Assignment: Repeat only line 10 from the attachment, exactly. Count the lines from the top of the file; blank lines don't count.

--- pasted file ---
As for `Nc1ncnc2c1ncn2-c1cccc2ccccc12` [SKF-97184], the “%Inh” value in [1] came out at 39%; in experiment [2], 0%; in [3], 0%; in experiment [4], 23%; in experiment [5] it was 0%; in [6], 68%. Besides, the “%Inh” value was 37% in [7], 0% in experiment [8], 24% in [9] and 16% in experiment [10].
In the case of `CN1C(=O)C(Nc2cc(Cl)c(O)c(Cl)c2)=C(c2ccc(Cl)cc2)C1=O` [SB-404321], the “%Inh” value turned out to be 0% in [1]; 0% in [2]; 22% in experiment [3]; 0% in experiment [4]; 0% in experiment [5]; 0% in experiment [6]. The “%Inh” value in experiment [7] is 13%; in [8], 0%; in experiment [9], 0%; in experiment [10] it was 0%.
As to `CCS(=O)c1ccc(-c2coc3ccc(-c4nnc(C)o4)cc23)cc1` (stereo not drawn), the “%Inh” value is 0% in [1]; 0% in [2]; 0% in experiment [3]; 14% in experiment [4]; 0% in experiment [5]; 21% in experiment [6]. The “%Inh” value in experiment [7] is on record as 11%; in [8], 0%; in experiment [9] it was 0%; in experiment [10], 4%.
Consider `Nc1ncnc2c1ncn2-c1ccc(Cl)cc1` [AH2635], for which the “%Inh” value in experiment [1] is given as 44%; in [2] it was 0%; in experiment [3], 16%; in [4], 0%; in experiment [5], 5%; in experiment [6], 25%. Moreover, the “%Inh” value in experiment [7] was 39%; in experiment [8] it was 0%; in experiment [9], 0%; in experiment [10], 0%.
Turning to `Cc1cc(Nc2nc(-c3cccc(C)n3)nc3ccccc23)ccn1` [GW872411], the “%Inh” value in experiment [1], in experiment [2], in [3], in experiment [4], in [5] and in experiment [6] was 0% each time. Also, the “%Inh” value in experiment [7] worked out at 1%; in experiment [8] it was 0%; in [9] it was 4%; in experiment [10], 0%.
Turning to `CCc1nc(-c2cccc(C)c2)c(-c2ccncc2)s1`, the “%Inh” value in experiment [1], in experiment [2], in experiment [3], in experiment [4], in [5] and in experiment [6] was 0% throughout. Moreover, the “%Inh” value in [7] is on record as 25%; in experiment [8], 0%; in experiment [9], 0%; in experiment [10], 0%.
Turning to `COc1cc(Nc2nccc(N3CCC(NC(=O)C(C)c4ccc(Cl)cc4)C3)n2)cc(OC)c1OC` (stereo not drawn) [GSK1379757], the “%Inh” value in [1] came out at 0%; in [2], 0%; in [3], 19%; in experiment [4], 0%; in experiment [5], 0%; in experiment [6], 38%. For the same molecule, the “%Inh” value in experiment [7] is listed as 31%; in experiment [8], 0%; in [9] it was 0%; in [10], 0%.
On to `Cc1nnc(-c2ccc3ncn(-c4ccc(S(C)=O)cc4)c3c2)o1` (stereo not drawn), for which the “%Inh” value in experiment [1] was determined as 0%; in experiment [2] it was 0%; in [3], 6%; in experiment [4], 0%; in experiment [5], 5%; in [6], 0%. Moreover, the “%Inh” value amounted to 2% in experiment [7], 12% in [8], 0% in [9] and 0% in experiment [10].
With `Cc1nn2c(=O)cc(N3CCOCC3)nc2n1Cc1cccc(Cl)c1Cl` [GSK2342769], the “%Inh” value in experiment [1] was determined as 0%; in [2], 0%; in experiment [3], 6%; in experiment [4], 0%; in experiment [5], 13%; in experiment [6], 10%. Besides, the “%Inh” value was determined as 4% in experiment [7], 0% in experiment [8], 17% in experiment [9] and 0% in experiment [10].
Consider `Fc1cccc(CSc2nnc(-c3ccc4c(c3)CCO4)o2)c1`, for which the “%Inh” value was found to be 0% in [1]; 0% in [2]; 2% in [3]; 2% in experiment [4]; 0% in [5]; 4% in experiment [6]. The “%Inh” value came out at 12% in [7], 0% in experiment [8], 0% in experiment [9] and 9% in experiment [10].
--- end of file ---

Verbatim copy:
Consider `Fc1cccc(CSc2nnc(-c3ccc4c(c3)CCO4)o2)c1`, for which the “%Inh” value was found to be 0% in [1]; 0% in [2]; 2% in [3]; 2% in experiment [4]; 0% in [5]; 4% in experiment [6]. The “%Inh” value came out at 12% in [7], 0% in experiment [8], 0% in experiment [9] and 9% in experiment [10].